All you need to read in the other general journalsBMJ 2010; 340 doi: https://doi.org/10.1136/bmj.c2614 (Published 17 May 2010) Cite this as: BMJ 2010;340:c2614
Falls and fractures increase after high dose vitamin D
High doses of oral vitamin D may not be safe, say researchers, who found an excess of both falls (incidence rate ratio 1.15, 95% CI 1.02 to 1.30) and fractures (1.26, 1.00 to 1.59) in older women who took 500 000 international units (IU) once a year during a placebo controlled trial⇑. The hazard looked greatest in the first three months after treatment, as serum concentrations of 25 hydroxycholecalciferol peaked before falling slowly for the rest of the year.
These women had a median age of 76, a median baseline concentration of 49 nmol/l, and a higher than average risk of fractures. They took their assigned treatment every autumn for three to five years, a practical regimen designed to offset the usual winter dip in vitamin D concentrations, and to improve adherence.
The extra falls and fractures were unexpected and hard to explain, although an editorial (p 1861) speculates that women given vitamin D might have had fewer infections, better mobility, and been more active during the winter than controls, paradoxically leading to more falls. The safety of annual high dose treatment needs further study. Meanwhile, doctors should stick to more traditional regimens using lower doses given daily, weekly, or monthly, says the editorial. Vitamin D deficiency remains widespread in this population and doctors should continue to treat it.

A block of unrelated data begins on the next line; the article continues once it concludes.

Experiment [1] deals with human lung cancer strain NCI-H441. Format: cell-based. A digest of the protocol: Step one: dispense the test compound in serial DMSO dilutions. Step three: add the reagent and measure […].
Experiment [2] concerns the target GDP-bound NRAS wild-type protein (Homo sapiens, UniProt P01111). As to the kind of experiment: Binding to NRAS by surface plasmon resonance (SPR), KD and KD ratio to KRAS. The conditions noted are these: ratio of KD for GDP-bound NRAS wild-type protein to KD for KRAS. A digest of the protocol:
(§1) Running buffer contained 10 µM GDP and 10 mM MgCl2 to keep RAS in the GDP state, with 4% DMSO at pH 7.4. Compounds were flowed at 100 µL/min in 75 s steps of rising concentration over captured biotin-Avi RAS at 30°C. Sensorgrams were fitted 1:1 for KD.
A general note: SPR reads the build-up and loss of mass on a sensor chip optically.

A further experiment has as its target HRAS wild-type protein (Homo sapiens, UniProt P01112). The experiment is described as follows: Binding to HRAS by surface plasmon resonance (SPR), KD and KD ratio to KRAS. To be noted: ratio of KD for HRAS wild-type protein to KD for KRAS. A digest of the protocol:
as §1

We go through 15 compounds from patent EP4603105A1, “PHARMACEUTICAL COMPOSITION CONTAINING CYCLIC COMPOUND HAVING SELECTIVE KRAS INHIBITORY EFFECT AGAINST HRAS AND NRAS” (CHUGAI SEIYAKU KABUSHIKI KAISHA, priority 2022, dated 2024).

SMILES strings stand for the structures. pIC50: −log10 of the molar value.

No evidence of worsening mental health in UK veterans of Afghanistan and Iraq
The mental health of UK armed forces is in reasonable shape despite prolonged operations in both Iraq and Afghanistan. A survey of 9990 regular service personnel and reservists from all three forces (response rate 56%) found a generally low prevalence of post-traumatic stress disorder (4%, 95% CI 3.5% to 4.5%) and no more symptoms of mental illness than respondents had reported in a similar survey between 2003 and 2005 (19.7%, 18.7% to 20.6%). Common mental illnesses such as anxiety and …